The authority said in a statement: “The impact of Covid-19 on Birmingham has meant that the current priority for income workers and residents is to ensure that they and their families stay safe, and the effect on businesses has meant that their current focus is on trying to support employees rather than upgrade vehicle fleets.

“The Council has therefore requested to delay the launch of the Zone until at least the end of the calendar year, and it to be kept under constant review in conjunction with the Government’s Joint Air Quality Unit.

Councillor Waseem Zaffar, the Council’s cabinet member for transport and environment, said: “The current situation has meant we need to make changes to our original plans. Covid-19 is having a profound impact on the economy of the city and our preparations for the Clean Air Zone.

“Once we have addressed coronavirus in the immediate term, poor air quality will continue to be a significant issue in the long term, and we should not be complacent.

“We believe that a Clean Air Zone in Birmingham remains the most effective way of making a sustainable improvement to Birmingham’s air quality and we will continue to put in place the infrastructure required to support it.”

Meanwhile, introduction of the UK’s first Zero Emission Zone – banning all but electric and hydrogen vehicles from free-entry – has been postponed by Oxford City Council and Oxfordshire County Council and the current formal consultation process on the initiative closed.

In a joint statement, the local authorities said: “Amid the current situation with coronavirus with Government acknowledging an economic crisis, both councils recognise that businesses and residents across the city need to focus all of their attention on managing the current and potential impacts on their trade and way of life. The councils have therefore decided that during this period of uncertainty, businesses should not be expected to devote time to the detailed logistical planning required for the Oxford Zero Emission Zone.”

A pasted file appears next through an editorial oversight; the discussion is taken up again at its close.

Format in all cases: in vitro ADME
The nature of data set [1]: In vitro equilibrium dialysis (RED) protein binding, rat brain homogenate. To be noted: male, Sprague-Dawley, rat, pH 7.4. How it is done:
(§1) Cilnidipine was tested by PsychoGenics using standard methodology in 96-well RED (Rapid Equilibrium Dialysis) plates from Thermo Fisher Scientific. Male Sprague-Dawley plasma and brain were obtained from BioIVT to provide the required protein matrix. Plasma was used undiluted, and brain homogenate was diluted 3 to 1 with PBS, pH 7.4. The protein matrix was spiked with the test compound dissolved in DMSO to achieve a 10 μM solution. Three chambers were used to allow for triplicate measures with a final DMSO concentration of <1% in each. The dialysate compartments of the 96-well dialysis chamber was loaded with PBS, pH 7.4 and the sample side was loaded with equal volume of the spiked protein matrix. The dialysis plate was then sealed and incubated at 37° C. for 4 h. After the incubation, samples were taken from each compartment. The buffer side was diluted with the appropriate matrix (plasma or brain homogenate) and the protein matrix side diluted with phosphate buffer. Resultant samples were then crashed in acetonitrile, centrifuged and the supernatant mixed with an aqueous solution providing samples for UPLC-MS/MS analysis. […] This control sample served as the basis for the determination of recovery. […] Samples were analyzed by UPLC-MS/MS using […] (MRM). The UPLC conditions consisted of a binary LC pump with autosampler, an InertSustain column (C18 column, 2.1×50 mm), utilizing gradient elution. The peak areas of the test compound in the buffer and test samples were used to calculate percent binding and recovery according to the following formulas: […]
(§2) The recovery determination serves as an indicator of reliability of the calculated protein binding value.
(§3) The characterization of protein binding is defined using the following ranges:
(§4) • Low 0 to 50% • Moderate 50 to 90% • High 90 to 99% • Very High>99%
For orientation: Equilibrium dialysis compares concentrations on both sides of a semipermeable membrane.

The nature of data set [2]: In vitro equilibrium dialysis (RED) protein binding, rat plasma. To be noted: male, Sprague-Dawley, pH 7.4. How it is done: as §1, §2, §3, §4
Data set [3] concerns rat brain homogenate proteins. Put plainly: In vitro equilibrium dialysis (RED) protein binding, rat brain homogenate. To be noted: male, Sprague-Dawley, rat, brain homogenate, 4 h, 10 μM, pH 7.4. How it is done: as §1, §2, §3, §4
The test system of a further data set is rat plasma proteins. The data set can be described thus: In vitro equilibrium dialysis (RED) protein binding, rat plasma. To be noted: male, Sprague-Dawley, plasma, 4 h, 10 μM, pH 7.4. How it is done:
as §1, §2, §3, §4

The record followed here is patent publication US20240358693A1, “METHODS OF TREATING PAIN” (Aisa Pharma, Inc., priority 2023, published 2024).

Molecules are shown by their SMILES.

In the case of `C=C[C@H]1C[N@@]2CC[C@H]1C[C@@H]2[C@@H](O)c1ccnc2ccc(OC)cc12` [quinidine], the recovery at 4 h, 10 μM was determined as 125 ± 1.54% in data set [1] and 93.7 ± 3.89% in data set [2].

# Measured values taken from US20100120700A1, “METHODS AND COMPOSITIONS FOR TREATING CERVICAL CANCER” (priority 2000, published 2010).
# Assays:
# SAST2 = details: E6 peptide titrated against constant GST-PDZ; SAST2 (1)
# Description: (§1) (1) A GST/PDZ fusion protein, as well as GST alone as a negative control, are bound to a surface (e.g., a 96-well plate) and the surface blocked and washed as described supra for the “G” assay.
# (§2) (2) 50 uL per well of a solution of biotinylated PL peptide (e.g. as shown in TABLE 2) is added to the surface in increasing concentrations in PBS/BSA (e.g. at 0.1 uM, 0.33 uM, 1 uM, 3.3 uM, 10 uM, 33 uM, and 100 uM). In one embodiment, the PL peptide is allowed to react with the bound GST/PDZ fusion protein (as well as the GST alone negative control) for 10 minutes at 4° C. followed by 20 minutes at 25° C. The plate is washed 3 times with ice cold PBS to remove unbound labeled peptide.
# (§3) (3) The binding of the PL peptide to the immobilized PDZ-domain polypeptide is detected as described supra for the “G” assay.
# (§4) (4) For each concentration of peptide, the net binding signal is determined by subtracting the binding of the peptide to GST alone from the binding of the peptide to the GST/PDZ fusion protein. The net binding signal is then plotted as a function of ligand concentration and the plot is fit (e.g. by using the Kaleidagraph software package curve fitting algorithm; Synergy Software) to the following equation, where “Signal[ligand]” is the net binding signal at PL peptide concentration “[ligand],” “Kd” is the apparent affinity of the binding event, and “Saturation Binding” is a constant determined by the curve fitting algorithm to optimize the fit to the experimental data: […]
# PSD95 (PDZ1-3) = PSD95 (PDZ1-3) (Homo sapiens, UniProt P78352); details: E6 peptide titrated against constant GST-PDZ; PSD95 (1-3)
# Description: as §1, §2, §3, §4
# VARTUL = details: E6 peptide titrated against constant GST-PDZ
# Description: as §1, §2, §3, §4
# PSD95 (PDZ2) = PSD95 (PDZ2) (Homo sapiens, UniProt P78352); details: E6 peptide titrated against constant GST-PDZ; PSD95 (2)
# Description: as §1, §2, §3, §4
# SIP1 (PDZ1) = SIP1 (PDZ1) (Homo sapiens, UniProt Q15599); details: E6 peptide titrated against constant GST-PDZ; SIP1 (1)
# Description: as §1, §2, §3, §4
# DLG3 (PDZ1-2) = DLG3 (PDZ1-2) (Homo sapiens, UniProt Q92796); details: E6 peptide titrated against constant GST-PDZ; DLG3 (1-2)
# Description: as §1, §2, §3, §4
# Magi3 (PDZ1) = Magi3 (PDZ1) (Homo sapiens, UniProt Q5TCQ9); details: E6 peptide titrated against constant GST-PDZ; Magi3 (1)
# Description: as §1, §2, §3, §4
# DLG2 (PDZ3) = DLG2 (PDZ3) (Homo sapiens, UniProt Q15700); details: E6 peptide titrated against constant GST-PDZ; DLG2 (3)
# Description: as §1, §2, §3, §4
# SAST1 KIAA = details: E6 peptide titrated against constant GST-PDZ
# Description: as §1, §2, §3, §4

The Zero Emission Zone was due to be introduced in two phases starting in December: Phase one – known as the Red Zone and covering part of the city centre – would see non-compliant cars, vans, HGVs and mopeds/motorcycles charged £10 per day to enter; phase two – known as the Green Zone – covering the rest of the city centre was scheduled for introduction in 2021/22. It would be accessed free of charge by zero emission vehicles and with discounted charges for vehicles complying with the London Ultra Low Emission Zone standards (Euro6/VI for diesel vehicles/Euro 4 for petrol vehicles).

The statement continued: “The current plan to launch the Red Zone for the Oxford Zero Emission Zone in December 2020 is now postponed. We will be closing the current formal consultation on the Red Zone but responses submitted so far will be read and saved. The councils plan to resume the consultation in late 2020, and a view to implement the scheme in the summer of 2021.”

Councillor Tom Hayes, cabinet member for zero carbon Oxford, Oxford City Council, added: “We are all living through an unprecedented crisis. We have to get our priorities right at this time, and that means focusing on the immediate concerns of businesses who are key to the success of the Zero Emission Zone. We can’t expect businesses who are facing coronavirus challenges right now and potentially for months ahead to prioritise helping to shape the policy or focusing on the logistical planning required for these schemes.”

All cars, vans and motorcycles which usually would require an MoT test will be exempted from needing a test from Monday, March 30 2020 for six months, the Driver and Vehicle Standards Agency has announced.

The move follows the suspension of MoTs for all HGVs, trailers and public service vehicles for up to three months from March 21, 2020.